Posted on Oct 26, 2020, 7 p.m.
When it was introduced in the mid-1980s, naltrexone was used for blocking opioid receptors. These receptors are meant to be activated by hormones produced by the body called endorphins and enkephalins. However, opioid drugs also stimulate these receptors.
Large doses of naltrexone were originally used for treating drug addiction by blocking the body’s opioid receptors, and therefore the effects of opioid drugs, completely. In doing so, however, it completely blocked the body’s endorphins and enkephalins as well. This was ultimately harmful to health since these hormones play critical roles in myriad parts of the body, such as the immune system.
In contrast, low doses of naltrexone act by temporarily blocking opioid receptors. This causes the body to increase its production of endorphins and enkephalins. In turn, these hormones work to relieve pain, reduce inflammation, and contribute to well-being while avoiding the adverse health effects associated with larger naltrexone doses.
Studies have shown that low-dose naltrexone (LDN) offers multiple health benefits. It has been used in a wide range of treatments for a variety of conditions, including:
- Hashimoto’s disease
- Chronic pain
- Traumatic brain injury (TBI)
- Sjögren’s Syndrome
- Dry Eye Syndrome
LDN and the Brain
In the brain, LDN can occupy the mu-opioid receptors and increase endorphin production. Research shows that LDN provides other benefits to brain health, such as:
- Enhancing the function of endorphins
- Balancing the thymus proteins TH1 and TH2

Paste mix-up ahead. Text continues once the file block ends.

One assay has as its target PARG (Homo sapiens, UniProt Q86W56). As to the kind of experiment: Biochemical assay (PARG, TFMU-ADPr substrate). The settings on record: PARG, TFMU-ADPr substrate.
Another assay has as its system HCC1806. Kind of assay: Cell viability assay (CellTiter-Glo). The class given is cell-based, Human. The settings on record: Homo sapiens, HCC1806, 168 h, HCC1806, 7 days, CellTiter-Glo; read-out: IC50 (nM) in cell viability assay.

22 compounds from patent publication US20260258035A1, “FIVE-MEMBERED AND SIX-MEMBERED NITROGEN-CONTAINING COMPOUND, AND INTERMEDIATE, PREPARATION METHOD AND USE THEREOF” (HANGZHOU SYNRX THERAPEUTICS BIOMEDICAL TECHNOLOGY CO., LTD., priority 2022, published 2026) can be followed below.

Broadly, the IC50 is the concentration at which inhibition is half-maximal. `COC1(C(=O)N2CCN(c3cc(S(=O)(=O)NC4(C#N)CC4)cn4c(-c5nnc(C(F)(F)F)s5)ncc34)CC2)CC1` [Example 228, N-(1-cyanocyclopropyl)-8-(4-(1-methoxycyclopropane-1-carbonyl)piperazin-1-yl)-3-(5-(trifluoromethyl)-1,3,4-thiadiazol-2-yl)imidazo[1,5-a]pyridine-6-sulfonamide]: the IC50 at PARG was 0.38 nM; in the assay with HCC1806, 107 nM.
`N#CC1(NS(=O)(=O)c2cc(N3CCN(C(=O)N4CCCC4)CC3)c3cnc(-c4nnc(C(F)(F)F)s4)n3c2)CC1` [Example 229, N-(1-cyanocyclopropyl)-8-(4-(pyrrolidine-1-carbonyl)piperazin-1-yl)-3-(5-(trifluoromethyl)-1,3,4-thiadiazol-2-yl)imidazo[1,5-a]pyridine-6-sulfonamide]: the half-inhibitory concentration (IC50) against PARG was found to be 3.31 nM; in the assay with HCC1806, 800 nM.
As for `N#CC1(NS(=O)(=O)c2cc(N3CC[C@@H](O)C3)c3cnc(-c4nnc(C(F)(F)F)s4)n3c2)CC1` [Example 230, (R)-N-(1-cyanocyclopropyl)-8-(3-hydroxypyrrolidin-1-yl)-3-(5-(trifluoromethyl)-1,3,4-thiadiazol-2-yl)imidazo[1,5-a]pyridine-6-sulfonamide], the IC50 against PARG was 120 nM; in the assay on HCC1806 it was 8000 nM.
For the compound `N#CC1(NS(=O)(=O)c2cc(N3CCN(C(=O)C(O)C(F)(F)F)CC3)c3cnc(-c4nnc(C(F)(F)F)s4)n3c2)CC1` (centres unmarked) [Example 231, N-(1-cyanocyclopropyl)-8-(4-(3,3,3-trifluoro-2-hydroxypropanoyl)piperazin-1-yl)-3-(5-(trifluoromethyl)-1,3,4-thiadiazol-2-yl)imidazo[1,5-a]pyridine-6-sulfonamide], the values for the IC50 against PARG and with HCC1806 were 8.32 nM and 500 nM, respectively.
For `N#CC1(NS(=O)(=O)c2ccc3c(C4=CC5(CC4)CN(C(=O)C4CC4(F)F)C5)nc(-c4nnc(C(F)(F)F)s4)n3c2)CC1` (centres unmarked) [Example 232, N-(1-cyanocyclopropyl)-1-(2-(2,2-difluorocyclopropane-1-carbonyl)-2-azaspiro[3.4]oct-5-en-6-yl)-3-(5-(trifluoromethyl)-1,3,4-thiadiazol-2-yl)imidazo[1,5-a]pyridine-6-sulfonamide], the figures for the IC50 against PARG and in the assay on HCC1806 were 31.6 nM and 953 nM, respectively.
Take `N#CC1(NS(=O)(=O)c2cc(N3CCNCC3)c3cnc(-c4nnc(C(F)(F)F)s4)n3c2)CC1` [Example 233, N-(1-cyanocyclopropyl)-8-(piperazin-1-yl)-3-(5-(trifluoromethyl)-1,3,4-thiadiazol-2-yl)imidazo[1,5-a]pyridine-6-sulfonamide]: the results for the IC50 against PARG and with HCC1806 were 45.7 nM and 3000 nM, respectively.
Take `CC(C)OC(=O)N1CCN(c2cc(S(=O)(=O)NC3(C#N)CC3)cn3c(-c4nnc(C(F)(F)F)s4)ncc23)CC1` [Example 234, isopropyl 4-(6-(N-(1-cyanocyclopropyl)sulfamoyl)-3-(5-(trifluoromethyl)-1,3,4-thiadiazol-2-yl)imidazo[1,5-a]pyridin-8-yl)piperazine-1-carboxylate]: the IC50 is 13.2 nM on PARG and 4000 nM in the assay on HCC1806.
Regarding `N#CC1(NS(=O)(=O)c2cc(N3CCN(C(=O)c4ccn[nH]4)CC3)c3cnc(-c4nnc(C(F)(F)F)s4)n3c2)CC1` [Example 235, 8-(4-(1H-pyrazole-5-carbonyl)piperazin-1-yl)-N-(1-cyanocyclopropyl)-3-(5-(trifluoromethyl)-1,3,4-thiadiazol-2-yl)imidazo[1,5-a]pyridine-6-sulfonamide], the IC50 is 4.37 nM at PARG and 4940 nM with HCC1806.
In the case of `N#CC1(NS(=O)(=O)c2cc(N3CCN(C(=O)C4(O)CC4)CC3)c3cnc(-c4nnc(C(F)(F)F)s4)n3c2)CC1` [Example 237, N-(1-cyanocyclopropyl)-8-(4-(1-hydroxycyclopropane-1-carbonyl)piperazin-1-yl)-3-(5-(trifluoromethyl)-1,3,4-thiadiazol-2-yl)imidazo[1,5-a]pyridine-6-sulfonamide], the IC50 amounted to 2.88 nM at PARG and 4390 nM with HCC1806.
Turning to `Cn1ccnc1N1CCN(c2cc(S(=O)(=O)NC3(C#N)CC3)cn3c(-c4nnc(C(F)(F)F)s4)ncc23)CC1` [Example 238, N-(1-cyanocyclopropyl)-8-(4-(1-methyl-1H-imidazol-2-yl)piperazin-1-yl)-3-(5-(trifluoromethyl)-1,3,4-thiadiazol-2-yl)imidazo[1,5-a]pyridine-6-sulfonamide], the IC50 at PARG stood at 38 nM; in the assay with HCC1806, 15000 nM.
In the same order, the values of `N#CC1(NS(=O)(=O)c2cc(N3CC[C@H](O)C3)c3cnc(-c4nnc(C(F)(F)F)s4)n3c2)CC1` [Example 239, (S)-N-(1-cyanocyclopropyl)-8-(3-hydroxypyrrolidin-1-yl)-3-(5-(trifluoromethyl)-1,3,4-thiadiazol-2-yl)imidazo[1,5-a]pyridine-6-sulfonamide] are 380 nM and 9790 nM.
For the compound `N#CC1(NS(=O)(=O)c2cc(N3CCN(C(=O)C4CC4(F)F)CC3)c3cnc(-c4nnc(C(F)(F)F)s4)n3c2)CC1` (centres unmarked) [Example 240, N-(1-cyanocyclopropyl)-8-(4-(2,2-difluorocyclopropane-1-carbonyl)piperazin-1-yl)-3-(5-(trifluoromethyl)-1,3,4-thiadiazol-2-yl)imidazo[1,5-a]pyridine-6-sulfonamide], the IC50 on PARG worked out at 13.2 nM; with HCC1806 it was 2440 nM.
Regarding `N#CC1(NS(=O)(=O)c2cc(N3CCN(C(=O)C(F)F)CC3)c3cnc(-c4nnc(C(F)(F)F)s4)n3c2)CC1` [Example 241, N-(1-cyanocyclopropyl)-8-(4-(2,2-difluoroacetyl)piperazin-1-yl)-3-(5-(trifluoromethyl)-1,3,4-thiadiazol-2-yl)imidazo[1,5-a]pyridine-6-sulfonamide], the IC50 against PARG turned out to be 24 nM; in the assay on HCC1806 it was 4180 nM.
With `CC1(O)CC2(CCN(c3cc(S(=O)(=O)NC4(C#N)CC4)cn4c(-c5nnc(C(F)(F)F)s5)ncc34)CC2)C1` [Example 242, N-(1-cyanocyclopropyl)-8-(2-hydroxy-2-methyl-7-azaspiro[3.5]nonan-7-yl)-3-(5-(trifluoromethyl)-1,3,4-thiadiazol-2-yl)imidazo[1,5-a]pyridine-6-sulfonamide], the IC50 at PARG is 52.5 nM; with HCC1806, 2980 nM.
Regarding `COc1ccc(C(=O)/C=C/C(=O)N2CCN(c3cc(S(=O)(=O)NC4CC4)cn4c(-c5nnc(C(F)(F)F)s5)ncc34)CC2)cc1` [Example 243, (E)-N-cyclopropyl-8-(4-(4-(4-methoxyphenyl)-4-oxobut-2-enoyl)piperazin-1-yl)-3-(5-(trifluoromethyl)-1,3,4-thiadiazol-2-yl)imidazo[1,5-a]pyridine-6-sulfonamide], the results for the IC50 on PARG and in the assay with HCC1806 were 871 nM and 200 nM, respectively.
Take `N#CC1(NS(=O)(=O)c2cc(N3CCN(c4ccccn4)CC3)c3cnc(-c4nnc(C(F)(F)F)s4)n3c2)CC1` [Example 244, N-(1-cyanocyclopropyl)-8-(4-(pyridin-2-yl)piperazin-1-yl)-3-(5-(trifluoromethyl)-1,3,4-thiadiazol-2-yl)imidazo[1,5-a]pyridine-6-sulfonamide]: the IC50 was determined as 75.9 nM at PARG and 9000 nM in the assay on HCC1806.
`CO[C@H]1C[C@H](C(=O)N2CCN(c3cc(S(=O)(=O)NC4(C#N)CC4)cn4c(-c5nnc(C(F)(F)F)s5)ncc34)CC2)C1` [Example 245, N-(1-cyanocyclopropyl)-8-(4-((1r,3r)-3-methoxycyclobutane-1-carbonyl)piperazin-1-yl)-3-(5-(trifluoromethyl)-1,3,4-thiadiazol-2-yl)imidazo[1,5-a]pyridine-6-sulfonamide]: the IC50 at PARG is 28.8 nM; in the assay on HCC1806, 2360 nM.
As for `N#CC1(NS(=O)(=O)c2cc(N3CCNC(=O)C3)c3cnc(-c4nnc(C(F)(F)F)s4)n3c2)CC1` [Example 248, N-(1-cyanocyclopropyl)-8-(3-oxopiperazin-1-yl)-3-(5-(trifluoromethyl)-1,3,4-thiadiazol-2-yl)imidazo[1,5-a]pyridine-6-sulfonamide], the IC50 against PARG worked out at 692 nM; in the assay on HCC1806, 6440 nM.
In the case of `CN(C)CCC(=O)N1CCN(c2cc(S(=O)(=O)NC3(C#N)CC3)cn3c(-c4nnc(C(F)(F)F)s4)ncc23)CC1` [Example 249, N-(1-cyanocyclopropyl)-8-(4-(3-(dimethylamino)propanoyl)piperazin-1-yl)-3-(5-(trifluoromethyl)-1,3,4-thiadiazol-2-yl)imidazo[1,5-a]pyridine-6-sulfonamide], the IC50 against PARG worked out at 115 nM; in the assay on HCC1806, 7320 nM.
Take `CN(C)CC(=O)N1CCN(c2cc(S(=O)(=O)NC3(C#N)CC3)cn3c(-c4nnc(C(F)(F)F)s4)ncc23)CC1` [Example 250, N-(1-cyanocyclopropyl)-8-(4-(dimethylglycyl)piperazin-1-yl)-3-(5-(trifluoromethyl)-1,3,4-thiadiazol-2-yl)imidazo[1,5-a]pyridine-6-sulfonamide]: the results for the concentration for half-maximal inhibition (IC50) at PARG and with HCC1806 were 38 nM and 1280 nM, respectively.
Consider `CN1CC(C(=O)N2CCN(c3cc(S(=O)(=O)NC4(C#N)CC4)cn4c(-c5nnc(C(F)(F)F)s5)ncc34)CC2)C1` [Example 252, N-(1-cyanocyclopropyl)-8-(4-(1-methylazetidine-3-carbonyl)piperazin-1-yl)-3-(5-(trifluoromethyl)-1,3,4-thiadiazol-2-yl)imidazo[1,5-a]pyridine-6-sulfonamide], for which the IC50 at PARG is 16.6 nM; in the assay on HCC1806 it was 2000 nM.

- Moderating inflammation
- Influencing production of inflammatory cytokines
- Playing a role in the production of new cells
LDN also helps reduce inflammation of the brain’s glial cells, which are involved in the body’s perception of pain. Dr. Ginevra Liptan blames activated glial cells in the brain for releasing inflammatory substances, which leads to increased pain sensation of central nervous system neurons, manifesting as fibromyalgia. According to Dr. Liptan, “LDN essentially acts as anti-inflammatory in the central nervous system.”
LDN and Endorphins
In 1985 Dr. Bernard Bihari was working with patients addicted to heroin and diagnosed with Acquired Immunodeficiency Syndrome (AIDS). Dr. Bihari found that his patients had only a fraction of the endorphins they needed, and inhibiting endorphin production altogether was further weakening their immune system. After careful laboratory confirmation, Dr. Bihari demonstrated that low doses of naltrexone increased endorphins by 200-300%. He showed that the patients treated with LDN had stopped their immune system’s decline, and the rate of mortality for AIDS patients dropped.
Potential Effects on Cancers
Thus began an extensive investigation into the link between the endorphin hormone system, the immune system, and how LDN might be used to strengthen both. Endorphins increase T-helper and natural killer cells, which promotes immune health. In addition to its benefits to patients with autoimmune conditions, LDN appears to be helpful as an adjunct treatment for certain types of cancer.
The potential benefits of LDN extend to a wide variety of conditions, including cancer. Dr. Bihari noted the connection between endorphin deficiency and various forms of cancer, including:
- Multiple myeloma
- Hodgkin’s disease
- Breast cancer
- Cancers of the gastrointestinal tract, such as pancreatic cancer
- Lung cancer
Cancer cell surfaces sometimes have receptors for endorphins. Dr. Bihari reported that when he gave LDN to a few cancer patients, their tumors shrank and they remained in remission. The increased levels of endorphins caused by LDN, in turn, may attach to cancer cells, causing the cancer cells to die.
Low-dose naltrexone is currently only available from compounding pharmacies such as Women’s International Pharmacy. Already a worldwide phenomenon, LDN’s treatment potential is becoming more widely recognized in circles of general medicine. With its varied uses, LDN has proven itself an important part of the wellness toolbox.
This article was written and edited by the staff at the Women’s International Pharmacy.
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This article is not intended to provide medical diagnosis, advice, treatment, or endorsement.
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